Thursday, June 15, 2006

"An Inconvenient Truth": When Spin Wins

My first piece of advice on Al Gore's new movie, "An Inconvenient Truth": Don't go expecting to see "Fahrenheit 9/11" or "Super Size Me." This isn't a typical Hollywood documentary with high production values, one-liners, and an emotional ending. It's a sobering look at the inconvenient facts of global warming that politicians of both parties have chosen to overlook.

You don't get a sense of anger from Gore that you do from a Michael Moore. Rather, Gore comes across as a frustrated man realizing his lifelong crusade against air pollution and global warming is winding down, and as Gore himself admits, we're no better off now than we were when he started.

Gore rationally lays out the facts of climate change, making the same PowerPoint presentation that he has hundreds of times across the country and around the world. Carbon dioxide levels spiked two or three times as high as they've been in the last 650,000 years. Global temperatures shattering records year after year. And disturbingly, reports of polar bears drowning in the Arctic Sea, despite their ability to swim up to 60 miles, due to the lack of sea ice. (For more details,
click here.)

And for all this, Gore blames ... us. Well, not directly. He says despite broad -- maybe even unanimous -- scientific consensus, we've allowed spin to win the argument over science. Because the mainstream media focuses so much on balance of opinion -- "supporters say this, while opponents say that" -- the truth is blurred, and we're given the mistaken impression that just because conservatives don't want global warming to be happening, that in fact there's some question about it.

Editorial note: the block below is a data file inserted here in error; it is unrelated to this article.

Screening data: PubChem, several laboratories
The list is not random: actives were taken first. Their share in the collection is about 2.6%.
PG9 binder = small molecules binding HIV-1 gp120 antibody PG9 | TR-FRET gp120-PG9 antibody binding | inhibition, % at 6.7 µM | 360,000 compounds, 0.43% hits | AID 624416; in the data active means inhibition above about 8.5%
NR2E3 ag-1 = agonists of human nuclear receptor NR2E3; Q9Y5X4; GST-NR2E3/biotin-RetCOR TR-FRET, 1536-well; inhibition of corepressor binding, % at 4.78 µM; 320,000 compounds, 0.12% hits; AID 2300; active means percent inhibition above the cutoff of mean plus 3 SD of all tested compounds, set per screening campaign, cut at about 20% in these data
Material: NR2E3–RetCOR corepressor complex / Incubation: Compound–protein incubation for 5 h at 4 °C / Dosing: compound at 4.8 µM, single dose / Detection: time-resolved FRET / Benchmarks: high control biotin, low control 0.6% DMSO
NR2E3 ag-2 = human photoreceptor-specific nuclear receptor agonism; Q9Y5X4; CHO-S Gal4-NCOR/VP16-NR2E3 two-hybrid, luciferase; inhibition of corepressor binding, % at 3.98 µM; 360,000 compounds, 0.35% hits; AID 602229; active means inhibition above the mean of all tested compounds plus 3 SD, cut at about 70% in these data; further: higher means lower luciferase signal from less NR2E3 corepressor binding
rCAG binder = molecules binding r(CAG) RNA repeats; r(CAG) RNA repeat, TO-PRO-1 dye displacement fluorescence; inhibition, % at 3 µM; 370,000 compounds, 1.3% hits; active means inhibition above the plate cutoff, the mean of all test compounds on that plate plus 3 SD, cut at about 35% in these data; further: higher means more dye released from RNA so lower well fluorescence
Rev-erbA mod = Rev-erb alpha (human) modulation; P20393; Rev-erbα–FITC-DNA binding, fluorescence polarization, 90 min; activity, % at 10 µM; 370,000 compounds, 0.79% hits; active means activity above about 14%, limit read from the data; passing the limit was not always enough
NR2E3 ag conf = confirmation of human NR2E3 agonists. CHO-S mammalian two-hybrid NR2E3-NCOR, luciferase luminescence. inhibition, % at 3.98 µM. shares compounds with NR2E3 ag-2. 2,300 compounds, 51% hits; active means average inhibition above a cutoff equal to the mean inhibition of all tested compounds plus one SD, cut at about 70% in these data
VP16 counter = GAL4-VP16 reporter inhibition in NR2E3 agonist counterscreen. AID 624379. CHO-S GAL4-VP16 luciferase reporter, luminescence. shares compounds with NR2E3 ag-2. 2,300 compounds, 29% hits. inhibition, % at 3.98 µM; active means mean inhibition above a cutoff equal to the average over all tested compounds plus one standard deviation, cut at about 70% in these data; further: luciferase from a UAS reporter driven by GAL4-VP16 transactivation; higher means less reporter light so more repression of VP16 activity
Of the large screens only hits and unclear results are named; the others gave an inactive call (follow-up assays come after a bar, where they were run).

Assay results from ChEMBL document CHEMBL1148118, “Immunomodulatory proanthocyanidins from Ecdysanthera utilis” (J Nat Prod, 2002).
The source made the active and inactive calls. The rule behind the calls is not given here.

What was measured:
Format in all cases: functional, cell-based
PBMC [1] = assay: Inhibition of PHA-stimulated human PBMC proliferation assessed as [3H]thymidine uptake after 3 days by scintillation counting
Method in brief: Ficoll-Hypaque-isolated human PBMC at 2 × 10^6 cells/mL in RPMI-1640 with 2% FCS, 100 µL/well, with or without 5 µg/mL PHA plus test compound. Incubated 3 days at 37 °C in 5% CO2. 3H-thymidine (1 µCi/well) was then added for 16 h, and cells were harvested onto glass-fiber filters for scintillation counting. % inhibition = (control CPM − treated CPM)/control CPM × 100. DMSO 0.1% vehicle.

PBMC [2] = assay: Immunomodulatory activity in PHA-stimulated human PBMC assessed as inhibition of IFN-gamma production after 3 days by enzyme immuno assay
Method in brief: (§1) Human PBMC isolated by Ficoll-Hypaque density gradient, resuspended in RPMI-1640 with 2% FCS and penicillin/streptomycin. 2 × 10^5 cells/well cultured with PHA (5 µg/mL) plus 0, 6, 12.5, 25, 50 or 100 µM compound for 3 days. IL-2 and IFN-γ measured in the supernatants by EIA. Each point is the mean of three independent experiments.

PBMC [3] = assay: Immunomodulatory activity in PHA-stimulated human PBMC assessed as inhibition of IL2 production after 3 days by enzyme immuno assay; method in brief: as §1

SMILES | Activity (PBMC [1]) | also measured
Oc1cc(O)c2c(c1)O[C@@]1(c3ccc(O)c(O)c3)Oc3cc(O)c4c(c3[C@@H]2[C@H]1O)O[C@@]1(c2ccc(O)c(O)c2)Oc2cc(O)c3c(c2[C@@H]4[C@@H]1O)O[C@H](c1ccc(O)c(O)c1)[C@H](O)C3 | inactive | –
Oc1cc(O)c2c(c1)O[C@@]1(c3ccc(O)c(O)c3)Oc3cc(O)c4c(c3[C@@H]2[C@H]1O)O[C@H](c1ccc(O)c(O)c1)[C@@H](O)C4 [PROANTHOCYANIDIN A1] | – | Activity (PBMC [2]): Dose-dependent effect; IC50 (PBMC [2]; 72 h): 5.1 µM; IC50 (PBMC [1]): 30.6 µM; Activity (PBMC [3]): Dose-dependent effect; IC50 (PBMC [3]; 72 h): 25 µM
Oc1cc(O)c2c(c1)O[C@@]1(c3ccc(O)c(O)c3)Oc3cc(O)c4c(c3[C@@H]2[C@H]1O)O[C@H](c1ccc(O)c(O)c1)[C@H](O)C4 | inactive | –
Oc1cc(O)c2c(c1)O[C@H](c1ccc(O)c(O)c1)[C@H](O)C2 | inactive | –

But there's no doubt temperatures are going up, local climates are changing, and glaciers are disappearing. The only question is whether we'll allow those disasters to continue, or make the hard personal and political choices to slow or reverse the process. So I hope you choose to see this movie, and to bring a friend!


Eric said...

I disagree somewhat with your analysis. While the movie certainly isn't as emotionally compelling as a Michael Moore movie (or perhaps even SuperSize Me), I think the facts speak for themself, and that alone should be moving to action (of course, that is probably wishful thinking)

the dreamer said...

I also wish that this movie will be another wake up call that will lead to more actions this time.